11. Jasmine says:

    I’m glad you brought up the fact that some people do better in digital formats. I have a friend who is dyslexic. She uses a digital reader with the text in one column. She says that it is much easier for her to concentrate and read having only one page.

    I agree that headers and sidebars can be distracting, so I find myself zooming in on my iPad to cut them off. The interesting thing is that I find myself using and enjoying the digital format more. I am more likely to do something if I can do it on my iPad. If I have to pull out the computer I am less likely to do it. I love the convenience and portability of my iPad.

    I don’t think it has affected my comprehension, but growing up in a large family I had to really learn to focus. It is definitely a skill to learn, and good to be aware of how others react to the same format.

    1. I am not anti-technology at all; the fact that the new formats are so beneficial for people are one of the awesome benefits. I’m just trying to figure out how to have a “conversation” with some people now. When I suggest I call them, they get freaked out. Weird how things shift and change!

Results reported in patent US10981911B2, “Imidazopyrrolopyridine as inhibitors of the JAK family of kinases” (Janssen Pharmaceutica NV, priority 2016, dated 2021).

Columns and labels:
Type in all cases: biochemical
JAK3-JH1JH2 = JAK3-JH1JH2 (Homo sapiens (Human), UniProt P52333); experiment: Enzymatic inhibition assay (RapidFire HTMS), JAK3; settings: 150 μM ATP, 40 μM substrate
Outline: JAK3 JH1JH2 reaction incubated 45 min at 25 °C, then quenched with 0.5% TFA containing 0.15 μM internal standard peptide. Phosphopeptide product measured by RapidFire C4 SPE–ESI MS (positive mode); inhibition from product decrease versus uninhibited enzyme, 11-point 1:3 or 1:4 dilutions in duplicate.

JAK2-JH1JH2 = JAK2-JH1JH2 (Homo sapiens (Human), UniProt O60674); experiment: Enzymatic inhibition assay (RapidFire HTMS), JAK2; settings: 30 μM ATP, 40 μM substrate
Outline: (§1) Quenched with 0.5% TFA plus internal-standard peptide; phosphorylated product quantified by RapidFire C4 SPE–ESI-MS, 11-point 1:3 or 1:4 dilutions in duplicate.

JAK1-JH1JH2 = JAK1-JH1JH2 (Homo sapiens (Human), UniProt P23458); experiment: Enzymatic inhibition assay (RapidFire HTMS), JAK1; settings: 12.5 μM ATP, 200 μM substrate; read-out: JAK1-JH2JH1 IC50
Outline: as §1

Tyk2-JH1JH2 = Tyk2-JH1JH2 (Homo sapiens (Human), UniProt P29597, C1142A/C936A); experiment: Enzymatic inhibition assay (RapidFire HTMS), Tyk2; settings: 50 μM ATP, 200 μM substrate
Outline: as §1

I think that the ability to focus, as you mention, is a huge part of all of this. And the fact that the iPad is portable has been beneficial for me, too. I was able to stay “connected” while traveling to QuiltCon because I had my iPad with me, which was pretty cool.

  12. In my book club there are often discussions about e-readers vs. books. Many of my friends prefer books. What I like about e-readers is the fact that I can be reading several books at once and when traveling, I can just take one device. I also live in a small town and really like the instant gratification of buying a book that sounds interesting immediately. However, I find the fact that I can’t go back and find the parts I liked or wanted to remember as easily (even though they can be bookmarked) or that I don’t know how much book there is a little annoying. With that I will still say that overall the e-reader is my choice. I do see the concerns about not doing deep reading online. There are so many distractions. I still feel that I cannot edit as well on the computer screen – it’s more difficult to find my mistakes. Great discussion topic, and super food for thought.